MLX90247-ESF-DSA Is available from digikey.
    http://www.melexis.com/prodfiles/0004763_3901090247P006.pdf

    Steve
  7. sgraeber

    sgraeber Thread Starter New Member

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    Thank you very much for the idea with the IR sensors. Actually they seem to fit my needs even better than the LM35, as the LM35 has "only" a 0.25°C accuracy.
    Unfortunately I do not understand much about the IR-sensor you suggested. Any ideas how to measure absolute temperature?
    Maybe you can help me out with some schematics?

    I really appreciate all your help on my (long) way in understanding electronics ;)

    Thanks!
  8. beenthere

    beenthere Retired Moderator

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    The voltage out of the thermopile is relative to the difference between that of the thermopile itself and the isolated wafer. The buried thermistor has to be read to know the thermopile temp before the incident temperature difference can be converted to an absolute temperature.

    The thermistor is non-linear in its response, so compensating to produce an absolutely correct result is challenging with analog circuitry. Reading both with a microprocessor and doing the calculations is pretty simple. Notice that the Metaxis suport chip needs a serial clock to read out its values, so it is also predicated on some microcontroller.

    The ARDUINO should be able to handle the thermopile, assuming the A to D converter has enough resolution.
  9. scubasteve_911

    scubasteve_911 Senior Member

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    No problem,

    I would use their interface IC with the sensor, then read it into your ADC as beenthere suggests. You would apply the equation given in the datasheet to find the temperature.

    I don't really know what kind of precision you can get with this sensor. The LM35's +/-0.25C is actually pretty good! You would be hard pressed to get better than this with the thermopile. The advantages, as I mentioned, is that you can creatively seal this into a cell-phone through an IR window. Also, with less thermal mass, you can measure faster. Also, it is less prone to 'parasitic' heat, or heat that you do not want to measure, since it is directional.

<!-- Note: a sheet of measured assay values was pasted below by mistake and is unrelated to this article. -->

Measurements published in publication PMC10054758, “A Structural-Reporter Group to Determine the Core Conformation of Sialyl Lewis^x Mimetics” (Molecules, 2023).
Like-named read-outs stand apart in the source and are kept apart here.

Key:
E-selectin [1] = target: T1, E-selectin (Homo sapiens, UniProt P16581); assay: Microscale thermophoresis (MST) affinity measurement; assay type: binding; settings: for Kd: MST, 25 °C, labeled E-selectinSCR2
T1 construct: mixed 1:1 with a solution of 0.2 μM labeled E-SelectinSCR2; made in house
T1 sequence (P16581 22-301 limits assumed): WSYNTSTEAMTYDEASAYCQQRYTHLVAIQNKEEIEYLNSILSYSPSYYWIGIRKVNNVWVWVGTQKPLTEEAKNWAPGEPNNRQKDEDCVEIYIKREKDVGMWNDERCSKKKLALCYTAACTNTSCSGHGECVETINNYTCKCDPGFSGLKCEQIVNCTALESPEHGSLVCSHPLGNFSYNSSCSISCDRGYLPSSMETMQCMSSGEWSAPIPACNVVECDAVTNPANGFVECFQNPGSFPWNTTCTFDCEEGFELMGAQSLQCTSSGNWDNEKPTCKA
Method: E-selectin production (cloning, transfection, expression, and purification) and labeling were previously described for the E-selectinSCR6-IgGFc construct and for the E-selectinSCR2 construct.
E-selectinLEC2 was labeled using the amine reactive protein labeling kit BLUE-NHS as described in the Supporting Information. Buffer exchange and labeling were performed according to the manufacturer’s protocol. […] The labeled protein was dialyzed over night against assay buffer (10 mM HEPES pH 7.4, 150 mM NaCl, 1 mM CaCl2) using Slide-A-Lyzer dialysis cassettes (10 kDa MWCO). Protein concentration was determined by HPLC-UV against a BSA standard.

Steve
  10. DoctorLes

    DoctorLes New Member

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    Hi,

    I've found this thread to be helpful for my own project involving a thermopile and my Arduino. However, after looking at the PDF for the thermopile support chip you described, it makes incomplete reference to external components and circuitry. Without understanding this part, I'm back to an impasse.

    The PDF does show a simple Op Amp circuit, using Melexis' AD8628, which is similar to the one I use but omits the temperature compensation circuit, it seems. It labels "Vref" for setting an offset voltage of some sort, but does not give enough detail for this either.

    Right now, I've got a seemingly working circuit using an op amp, increasing the tiny voltage output of my thermopile, and fed into one of my arduino's ADC ports.

    I've found and adapted an Arduino sketch that sends the data to the serial port; my monitor shows rapidly scrolling C and F readings.

    My eventual challenge is to find a Processing sketch that will convert this data to a dynamic bar, or some other graph type. I've spent a lot of time researching that part already but have not found one suitable for adaptation to my project.

    Thanks,

    :confused: